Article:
Indian River Lagoon Fishing Report
November 16, 2016 | by Steve Beare
Prepare for our windy conditions to continue through the Thanksgiving Holiday and beyond. If you are looking to beat the winds, the mornings have been offering lighter winds. But as the days progress, the winds will continue to build in true fall fashion so look for the leeward areas providing protection. Along the Treasure Coast we are starting to see a decline in water temperatures and cleaner water.
Snook fishing has been very productive in and around both the Ft Pierce and Sebastian Inlets. Hit the late incoming or early outgoing tide with a live Mullet or Pinfish rigged on a 6/0 circle hook with 50# leader. Attach a sliding weight or some pinch weights to the main line. For the artificial angler, hook up a First Light jig, or jig of your choice.
Snook, Mangrove Snappers and big Jack Crevalles have been hanging along the seawalls from Queens Cove north to Johns Island. Live Mullet on a 4/0-5/0 circle hook with 30-40# leader have provided our most success with Rapala Skitterwalks and MirrOlure Mirrodines also drawing some explosive bites.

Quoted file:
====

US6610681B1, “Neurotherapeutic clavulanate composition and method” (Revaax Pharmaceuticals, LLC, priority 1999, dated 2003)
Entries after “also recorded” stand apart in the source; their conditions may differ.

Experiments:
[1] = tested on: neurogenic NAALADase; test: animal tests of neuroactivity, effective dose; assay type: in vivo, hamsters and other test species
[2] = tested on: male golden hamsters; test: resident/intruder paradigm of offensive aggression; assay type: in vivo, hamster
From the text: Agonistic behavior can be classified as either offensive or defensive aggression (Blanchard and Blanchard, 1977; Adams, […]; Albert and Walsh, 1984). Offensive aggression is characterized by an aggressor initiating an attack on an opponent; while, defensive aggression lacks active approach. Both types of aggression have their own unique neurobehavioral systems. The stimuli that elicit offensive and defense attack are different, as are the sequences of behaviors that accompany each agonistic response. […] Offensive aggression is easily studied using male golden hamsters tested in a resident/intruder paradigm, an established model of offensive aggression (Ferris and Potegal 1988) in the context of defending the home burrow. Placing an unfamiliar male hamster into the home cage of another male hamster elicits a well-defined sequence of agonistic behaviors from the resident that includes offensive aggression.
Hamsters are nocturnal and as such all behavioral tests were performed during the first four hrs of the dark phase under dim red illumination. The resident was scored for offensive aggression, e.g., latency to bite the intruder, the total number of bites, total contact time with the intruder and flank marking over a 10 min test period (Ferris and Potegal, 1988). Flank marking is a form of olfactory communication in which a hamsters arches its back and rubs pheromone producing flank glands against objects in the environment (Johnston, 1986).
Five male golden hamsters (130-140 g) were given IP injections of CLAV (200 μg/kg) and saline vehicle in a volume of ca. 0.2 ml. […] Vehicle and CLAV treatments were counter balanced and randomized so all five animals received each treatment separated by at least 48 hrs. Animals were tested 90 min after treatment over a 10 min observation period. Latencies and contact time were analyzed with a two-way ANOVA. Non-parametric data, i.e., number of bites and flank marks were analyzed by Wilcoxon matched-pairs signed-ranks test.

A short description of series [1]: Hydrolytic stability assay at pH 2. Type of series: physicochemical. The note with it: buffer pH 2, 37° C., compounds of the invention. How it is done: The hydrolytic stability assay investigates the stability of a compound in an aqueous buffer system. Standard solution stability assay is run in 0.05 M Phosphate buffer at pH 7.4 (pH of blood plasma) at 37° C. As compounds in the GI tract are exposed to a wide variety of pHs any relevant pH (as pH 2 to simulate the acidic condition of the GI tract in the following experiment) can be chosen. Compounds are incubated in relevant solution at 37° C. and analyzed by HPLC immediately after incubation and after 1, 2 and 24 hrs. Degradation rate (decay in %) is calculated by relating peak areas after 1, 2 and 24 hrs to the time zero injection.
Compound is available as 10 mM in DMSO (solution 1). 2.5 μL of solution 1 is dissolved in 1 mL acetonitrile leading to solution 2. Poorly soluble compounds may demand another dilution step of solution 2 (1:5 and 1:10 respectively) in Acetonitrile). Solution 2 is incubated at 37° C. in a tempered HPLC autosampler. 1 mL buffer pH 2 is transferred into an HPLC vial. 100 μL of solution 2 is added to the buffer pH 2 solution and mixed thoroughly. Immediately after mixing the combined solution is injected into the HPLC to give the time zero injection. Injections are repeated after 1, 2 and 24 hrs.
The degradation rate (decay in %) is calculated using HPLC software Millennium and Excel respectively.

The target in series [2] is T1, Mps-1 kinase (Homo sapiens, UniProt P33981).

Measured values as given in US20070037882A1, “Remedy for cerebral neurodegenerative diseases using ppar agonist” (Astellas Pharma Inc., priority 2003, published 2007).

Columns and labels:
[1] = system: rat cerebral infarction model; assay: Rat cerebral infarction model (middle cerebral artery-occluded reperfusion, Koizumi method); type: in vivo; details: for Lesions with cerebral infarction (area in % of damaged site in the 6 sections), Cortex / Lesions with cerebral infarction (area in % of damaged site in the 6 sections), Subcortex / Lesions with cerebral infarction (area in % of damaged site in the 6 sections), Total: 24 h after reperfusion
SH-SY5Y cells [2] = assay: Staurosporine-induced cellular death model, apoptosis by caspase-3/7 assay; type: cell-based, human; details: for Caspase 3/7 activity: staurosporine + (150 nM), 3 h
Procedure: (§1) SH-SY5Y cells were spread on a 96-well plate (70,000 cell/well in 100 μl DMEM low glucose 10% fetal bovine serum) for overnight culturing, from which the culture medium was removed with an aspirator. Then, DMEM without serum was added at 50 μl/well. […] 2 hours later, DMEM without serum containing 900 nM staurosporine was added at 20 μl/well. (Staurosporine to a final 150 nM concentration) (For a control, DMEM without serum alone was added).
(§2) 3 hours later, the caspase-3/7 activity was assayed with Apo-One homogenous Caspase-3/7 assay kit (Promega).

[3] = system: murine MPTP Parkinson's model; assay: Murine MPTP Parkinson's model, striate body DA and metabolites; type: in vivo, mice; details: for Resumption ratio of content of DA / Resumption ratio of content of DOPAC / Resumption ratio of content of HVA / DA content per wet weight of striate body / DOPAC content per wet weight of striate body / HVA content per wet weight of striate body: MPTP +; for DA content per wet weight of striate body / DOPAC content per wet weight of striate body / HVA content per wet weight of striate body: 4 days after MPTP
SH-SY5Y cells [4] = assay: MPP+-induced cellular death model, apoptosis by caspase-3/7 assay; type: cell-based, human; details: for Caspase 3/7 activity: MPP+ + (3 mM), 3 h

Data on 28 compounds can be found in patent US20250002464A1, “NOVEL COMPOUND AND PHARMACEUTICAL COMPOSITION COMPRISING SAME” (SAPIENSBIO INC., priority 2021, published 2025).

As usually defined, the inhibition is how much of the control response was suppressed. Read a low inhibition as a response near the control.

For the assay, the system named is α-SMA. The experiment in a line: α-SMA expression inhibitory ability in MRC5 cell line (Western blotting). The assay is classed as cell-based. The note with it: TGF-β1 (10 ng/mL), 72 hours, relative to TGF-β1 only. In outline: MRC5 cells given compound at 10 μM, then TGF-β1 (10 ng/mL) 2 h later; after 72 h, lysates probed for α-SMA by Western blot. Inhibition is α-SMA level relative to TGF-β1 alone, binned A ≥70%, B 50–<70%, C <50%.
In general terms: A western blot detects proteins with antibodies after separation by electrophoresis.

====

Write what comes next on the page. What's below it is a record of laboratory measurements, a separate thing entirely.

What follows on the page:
Seatrout have been aggressive along the grass flats adjacent to deeper water in the pre-dawn hours. Put on your favorite top water and walk the dog for some explosive bites.
Redfish have been found holding close to the mangrove shorelines and with the cleaner water showing up, this presents anglers with great opportunities to sight fish. For sight fishing our Lagoon Reds, I prefer a Tuscan Bunny fly or any fly that provides substantial undulation. If you are a light tackle connoisseur, use a paddle jig of your choice rigged on a 1/8 oz Weighted Swimbait Hook. We’ve been using a Down South Lure Super model in Frozen Smoke rigged on a VMC-HDWSB.
Spanish Mackerel have become a common catch along the flats this past week along with an increase of larger Jack Crevalles that are always a worthy adversary.
While it appears that the remnants of Hurricane Matthew are slowly subsiding there are still plenty of damaged docks and floating debris along our ICW so be vigilant. I’ll end with a friendly reminder that November 15th marks the start of the seasonal manatee zones in our area so be cognizant of your locations and boating laws in your area.